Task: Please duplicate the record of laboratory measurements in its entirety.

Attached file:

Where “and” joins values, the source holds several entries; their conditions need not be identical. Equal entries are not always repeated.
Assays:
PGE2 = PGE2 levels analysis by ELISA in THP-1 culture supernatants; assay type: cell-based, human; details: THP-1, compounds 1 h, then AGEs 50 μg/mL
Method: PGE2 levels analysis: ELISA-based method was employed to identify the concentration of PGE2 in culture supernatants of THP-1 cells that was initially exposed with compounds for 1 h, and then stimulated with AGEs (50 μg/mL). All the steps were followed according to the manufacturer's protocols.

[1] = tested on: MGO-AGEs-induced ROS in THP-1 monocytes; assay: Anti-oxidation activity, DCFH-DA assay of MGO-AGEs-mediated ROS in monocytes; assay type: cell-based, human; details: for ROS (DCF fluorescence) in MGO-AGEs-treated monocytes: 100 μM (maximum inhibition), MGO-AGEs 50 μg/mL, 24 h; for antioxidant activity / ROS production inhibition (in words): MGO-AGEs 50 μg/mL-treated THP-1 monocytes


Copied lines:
Where “and” joins values, the source holds several entries; their conditions need not be identical. Equal entries are not always repeated.
Assays:
PGE2 = PGE2 levels analysis by ELISA in THP-1 culture supernatants; assay type: cell-based, human; details: THP-1, compounds 1 h, then AGEs 50 μg/mL
Method: PGE2 levels analysis: ELISA-based method was employed to identify the concentration of PGE2 in culture supernatants of THP-1 cells that was initially exposed with compounds for 1 h, and then stimulated with AGEs (50 μg/mL). All the steps were followed according to the manufacturer's protocols.

[1] = tested on: MGO-AGEs-induced ROS in THP-1 monocytes; assay: Anti-oxidation activity, DCFH-DA assay of MGO-AGEs-mediated ROS in monocytes; assay type: cell-based, human; details: for ROS (DCF fluorescence) in MGO-AGEs-treated monocytes: 100 μM (maximum inhibition), MGO-AGEs 50 μg/mL, 24 h; for antioxidant activity / ROS production inhibition (in words): MGO-AGEs 50 μg/mL-treated THP-1 monocytes